Judge Plager’s solution is gets to the heart of the matter – claim construction is problematic because patents and patent claims are so often drafted in ways that hide the invention rather elucidate the inventor’s contribution.

118 thoughts on “Judge Plager: Construe Ambiguous Terms Against the Drafter

  1. 6, Thanks for your comments here. I suspect you are right because this weekend I found myself dictating some claims and doing exactly this, providing two adjectives in front of a noun without commas. If it were not for this case, I would have thought nothing of it. But in view of this case, I went back and added the necessary commas throughout.

     
     
     

  2. I Agree with everything you said on Aug. 12, at 12:36 EDT. If you thought I didn’t or wouldn’t, then you may have misread me. Otherwise, I’d estimate you read me 5 by 9.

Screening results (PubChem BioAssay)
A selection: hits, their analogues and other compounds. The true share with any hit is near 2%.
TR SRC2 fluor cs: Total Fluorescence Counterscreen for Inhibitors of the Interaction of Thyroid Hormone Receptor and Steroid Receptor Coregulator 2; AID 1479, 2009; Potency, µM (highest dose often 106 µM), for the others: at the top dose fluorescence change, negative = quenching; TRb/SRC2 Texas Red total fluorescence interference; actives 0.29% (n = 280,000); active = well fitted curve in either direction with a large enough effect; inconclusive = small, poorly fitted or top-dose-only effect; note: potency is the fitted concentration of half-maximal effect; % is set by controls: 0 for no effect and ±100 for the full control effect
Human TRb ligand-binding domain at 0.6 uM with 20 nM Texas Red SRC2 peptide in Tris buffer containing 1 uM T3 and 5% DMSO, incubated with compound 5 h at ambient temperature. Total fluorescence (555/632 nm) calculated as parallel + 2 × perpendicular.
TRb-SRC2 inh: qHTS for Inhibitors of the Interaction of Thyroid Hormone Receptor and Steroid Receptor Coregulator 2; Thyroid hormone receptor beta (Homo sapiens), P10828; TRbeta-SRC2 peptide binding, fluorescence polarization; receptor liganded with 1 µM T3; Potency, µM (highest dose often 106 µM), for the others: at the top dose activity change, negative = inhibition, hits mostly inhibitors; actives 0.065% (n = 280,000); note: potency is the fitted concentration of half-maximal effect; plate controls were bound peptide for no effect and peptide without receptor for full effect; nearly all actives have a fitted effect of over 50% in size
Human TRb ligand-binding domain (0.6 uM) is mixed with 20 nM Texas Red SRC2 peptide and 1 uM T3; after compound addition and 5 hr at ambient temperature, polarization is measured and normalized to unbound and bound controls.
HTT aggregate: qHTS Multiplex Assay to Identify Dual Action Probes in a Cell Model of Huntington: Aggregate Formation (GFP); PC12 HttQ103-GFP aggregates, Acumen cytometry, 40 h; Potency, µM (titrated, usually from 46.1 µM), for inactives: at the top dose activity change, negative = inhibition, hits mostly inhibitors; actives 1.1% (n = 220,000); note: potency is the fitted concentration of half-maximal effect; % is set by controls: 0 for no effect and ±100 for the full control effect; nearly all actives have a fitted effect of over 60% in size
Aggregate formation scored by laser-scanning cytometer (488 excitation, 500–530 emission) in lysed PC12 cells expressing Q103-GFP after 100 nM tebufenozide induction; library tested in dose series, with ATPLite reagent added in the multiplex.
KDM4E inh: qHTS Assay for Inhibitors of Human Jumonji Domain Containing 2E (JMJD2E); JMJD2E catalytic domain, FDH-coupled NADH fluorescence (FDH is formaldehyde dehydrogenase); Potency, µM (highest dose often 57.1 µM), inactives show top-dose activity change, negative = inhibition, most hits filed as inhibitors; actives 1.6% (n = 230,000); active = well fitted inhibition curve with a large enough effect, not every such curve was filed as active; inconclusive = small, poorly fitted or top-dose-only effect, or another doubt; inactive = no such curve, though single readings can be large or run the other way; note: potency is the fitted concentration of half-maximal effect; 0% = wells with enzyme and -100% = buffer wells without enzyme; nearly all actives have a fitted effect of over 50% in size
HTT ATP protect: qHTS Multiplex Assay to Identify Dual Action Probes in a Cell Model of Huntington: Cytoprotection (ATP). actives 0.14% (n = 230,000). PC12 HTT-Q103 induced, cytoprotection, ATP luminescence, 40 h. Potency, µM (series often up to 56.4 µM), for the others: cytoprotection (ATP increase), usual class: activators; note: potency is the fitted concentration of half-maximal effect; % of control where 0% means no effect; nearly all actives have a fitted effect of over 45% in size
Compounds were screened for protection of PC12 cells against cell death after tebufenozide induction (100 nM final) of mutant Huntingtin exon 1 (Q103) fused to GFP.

3. Oh dear Les, I fear we are talking at cross-purposes. But thanks for giving me something to respond to.

    The court is interested in many issues, like the interests of justice, and finding a claim construction that is reasonable. I do not say the court is uninterested, rather, it is disinterested, which is not the same thing at all.

    All I was saying is that the court is neutral, as between the business interests of the Plaintiff and those of the Defendant.

    I suppose you have more experience of BRI at the USPTO than I do. But I imagine I have greater experience than you do, of the gymnastics of argumentation that opposed litigants go through, in contested inter Partes proceedings, when it comes to claim construction.